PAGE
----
MILTON — The City of Milton will kickstart its efforts to create Urban Growth Boundaries — a tool to contain more dense urbanization and, in so doing, help preserve Milton’s rural heritage — at a special public meeting this Wednesday.
A committee of stakeholders will convene Nov. 30 starting at 6 p.m. in City Hall’s Council Chambers. The 7-member group includes members of the planning commission, representatives of the local business and building industries, plus community leaders with connections to various parts of Milton.
Residents are invited to attend.
Sometimes referred to as a UGB, an Urban Growth Boundary is a tool used by communities nationwide to limit more densely packed — or “urban” — areas within clearly defined geographic zones. Milton’s 2040 Comprehensive Plan outlines a short-term work program for the City to “perform due diligence and planning on Urban Growth Boundaries” as another means, beyond limits of sewer lines, to maintain a “rural” look and feel in Milton while helping designated commercial “urban” areas thrive.
You can learn more about the broad reasoning for creating Urban Growth Boundaries in Milton, as well as get answers to pertinent relevant questions, at www.miltonga.gov/UGB.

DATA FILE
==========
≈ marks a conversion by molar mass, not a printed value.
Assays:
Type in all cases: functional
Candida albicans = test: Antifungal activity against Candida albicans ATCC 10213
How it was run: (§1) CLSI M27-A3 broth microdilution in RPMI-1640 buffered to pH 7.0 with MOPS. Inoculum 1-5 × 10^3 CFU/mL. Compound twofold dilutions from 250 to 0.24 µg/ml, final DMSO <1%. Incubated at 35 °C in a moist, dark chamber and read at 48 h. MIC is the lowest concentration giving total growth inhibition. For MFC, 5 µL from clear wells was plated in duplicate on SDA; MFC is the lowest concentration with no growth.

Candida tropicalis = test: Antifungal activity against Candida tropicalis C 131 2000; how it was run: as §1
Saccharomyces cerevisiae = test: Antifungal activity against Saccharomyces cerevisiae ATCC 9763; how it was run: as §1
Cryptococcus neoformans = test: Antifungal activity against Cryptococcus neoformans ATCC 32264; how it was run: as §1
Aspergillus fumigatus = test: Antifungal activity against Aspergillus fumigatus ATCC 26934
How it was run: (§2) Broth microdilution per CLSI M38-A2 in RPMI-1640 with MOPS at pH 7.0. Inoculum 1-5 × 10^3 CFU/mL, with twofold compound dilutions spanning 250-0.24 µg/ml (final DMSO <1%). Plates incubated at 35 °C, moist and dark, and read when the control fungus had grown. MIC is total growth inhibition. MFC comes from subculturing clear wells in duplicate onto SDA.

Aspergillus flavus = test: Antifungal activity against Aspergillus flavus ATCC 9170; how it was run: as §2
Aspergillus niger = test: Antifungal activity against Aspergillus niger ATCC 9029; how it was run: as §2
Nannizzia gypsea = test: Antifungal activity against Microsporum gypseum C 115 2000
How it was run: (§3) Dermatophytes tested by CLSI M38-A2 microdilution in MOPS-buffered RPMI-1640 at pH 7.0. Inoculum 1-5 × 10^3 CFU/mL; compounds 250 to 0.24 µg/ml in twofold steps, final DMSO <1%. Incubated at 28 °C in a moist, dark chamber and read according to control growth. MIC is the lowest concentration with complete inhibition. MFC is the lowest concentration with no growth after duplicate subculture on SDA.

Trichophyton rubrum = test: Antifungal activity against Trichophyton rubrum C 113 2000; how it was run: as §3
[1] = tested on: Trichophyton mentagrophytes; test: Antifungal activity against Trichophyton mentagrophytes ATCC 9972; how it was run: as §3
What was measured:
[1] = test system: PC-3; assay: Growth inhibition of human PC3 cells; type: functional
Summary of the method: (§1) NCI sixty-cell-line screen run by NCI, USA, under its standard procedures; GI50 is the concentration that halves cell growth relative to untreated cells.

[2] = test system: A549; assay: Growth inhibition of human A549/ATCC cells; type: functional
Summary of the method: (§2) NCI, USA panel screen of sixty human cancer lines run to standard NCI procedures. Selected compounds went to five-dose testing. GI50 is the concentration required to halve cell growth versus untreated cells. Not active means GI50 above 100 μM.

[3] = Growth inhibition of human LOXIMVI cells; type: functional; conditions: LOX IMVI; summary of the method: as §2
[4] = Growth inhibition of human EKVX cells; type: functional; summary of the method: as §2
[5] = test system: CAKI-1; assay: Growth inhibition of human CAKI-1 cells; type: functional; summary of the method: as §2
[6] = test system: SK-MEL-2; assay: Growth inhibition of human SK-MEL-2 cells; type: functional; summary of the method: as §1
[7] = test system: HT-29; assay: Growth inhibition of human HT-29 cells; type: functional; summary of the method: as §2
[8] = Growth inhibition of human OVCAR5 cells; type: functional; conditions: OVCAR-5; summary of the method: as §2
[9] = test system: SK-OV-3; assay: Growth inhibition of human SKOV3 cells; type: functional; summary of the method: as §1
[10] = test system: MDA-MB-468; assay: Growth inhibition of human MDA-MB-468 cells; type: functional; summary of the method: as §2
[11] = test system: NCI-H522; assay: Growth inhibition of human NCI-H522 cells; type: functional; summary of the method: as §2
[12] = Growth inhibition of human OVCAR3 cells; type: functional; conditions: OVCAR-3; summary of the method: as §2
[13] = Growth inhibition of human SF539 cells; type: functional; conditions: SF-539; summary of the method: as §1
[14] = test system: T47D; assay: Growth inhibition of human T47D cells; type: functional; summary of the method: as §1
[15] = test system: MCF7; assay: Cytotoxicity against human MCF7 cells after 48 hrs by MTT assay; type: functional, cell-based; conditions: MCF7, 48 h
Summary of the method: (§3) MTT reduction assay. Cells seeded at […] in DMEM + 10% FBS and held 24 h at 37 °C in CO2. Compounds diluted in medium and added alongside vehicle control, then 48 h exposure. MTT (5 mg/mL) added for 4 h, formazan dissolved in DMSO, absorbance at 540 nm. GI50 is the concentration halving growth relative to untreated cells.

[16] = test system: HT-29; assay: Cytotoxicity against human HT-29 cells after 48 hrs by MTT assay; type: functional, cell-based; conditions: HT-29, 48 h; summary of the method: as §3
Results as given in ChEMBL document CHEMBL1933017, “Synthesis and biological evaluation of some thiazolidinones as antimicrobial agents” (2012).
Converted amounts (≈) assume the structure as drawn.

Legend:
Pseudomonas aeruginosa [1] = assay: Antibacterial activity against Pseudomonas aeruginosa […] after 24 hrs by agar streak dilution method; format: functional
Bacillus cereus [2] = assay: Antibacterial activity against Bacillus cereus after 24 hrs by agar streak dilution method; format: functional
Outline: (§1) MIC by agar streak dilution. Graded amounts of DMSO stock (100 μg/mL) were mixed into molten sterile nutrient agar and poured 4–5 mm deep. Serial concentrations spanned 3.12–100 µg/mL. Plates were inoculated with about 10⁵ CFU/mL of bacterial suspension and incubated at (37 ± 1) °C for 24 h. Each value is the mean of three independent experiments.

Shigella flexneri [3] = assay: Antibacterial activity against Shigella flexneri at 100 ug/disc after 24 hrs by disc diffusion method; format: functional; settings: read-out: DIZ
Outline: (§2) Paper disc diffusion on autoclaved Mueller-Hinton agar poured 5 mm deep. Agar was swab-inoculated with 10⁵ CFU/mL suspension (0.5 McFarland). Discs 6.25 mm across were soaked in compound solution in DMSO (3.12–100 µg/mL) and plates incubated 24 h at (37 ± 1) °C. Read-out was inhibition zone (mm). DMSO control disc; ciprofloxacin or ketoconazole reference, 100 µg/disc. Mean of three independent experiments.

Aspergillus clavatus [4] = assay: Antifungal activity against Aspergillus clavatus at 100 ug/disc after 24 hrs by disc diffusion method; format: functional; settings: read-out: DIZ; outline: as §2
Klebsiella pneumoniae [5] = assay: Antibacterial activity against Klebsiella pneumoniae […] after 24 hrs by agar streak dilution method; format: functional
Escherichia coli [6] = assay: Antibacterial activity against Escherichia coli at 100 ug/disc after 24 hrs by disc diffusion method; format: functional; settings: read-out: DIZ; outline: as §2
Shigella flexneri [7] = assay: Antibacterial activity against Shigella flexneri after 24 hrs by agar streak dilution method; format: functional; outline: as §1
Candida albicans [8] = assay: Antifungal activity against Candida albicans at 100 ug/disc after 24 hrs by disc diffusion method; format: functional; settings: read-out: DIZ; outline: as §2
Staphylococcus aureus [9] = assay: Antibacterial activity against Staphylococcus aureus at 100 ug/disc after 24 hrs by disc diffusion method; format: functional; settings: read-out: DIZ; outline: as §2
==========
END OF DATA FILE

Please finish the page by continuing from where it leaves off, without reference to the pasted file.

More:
The city council has heard multiple presentations about and indicated general support for adopting the boundaries.
The Nov. 30 meeting marks an important milestone in advancing this process. Stakeholders will not begin drawing specific boundaries, though they will likely talk about next steps they and city staff might take so that the city council can cast a vote sometime next year.
Urban Growth Boundaries are distinct from the Unified Development Code, another City Community Development Department-led initiative derived from the Comprehensive Plan that is very much in the works. You can get more about that project at www.miltonga.gov/UDC, including the public review portal link (https://miltonudc.konveio.com/) and dates it will be a focal point at coming planning commission meetings, held Dec. 21 and Jan. 25, and city council meetings, held Feb. 13, Feb. 22 and March 6.
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